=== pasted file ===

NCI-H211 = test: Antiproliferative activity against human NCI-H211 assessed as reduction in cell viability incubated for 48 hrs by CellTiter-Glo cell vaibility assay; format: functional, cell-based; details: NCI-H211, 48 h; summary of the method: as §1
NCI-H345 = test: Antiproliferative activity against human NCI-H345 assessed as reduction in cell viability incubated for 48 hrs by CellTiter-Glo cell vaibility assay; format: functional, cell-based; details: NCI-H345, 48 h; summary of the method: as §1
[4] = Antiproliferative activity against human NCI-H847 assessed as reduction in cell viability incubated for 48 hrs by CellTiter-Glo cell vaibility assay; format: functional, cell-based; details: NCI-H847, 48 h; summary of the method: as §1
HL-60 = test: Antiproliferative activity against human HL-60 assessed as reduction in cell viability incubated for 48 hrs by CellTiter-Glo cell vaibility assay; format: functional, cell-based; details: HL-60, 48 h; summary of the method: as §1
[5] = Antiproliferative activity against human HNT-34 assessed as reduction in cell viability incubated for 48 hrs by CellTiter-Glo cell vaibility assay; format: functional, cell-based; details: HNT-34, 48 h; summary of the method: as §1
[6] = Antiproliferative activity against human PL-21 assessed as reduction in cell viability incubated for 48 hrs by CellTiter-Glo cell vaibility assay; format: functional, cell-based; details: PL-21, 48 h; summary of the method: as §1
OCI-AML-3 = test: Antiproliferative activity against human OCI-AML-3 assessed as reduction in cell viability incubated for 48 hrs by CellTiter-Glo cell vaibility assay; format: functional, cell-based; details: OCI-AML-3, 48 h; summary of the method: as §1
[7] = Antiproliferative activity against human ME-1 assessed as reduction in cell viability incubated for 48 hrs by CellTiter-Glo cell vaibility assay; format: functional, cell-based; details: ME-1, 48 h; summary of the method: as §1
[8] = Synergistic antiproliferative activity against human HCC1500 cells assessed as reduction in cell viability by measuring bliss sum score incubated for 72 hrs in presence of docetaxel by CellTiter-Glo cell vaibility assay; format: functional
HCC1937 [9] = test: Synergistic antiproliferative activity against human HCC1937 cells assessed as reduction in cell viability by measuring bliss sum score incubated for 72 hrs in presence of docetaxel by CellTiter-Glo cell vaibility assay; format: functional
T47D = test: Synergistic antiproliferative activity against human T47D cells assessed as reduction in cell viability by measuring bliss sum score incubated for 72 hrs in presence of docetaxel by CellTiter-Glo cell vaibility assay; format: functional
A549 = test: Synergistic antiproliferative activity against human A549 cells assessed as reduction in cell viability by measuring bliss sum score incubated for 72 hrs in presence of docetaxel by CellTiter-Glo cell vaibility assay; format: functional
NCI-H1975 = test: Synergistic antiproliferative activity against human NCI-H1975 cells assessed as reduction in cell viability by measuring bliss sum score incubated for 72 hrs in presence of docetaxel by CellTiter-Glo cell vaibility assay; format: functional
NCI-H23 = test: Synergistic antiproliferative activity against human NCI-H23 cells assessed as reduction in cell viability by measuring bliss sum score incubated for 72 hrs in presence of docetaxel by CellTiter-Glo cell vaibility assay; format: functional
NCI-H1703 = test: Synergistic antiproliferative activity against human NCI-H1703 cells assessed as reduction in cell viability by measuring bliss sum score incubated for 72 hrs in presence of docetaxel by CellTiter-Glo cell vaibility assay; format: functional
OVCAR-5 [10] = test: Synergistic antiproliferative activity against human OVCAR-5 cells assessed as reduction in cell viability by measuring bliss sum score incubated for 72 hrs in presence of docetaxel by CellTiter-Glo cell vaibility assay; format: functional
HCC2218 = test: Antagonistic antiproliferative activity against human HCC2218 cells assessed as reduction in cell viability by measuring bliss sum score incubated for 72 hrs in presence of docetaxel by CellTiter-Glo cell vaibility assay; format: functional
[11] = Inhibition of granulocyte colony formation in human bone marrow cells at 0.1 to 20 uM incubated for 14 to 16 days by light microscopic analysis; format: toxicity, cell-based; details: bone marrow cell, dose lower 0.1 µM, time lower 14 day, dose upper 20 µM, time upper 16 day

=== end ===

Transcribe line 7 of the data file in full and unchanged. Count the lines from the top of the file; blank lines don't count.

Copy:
OCI-AML-3 = test: Antiproliferative activity against human OCI-AML-3 assessed as reduction in cell viability incubated for 48 hrs by CellTiter-Glo cell vaibility assay; format: functional, cell-based; details: OCI-AML-3, 48 h; summary of the method: as §1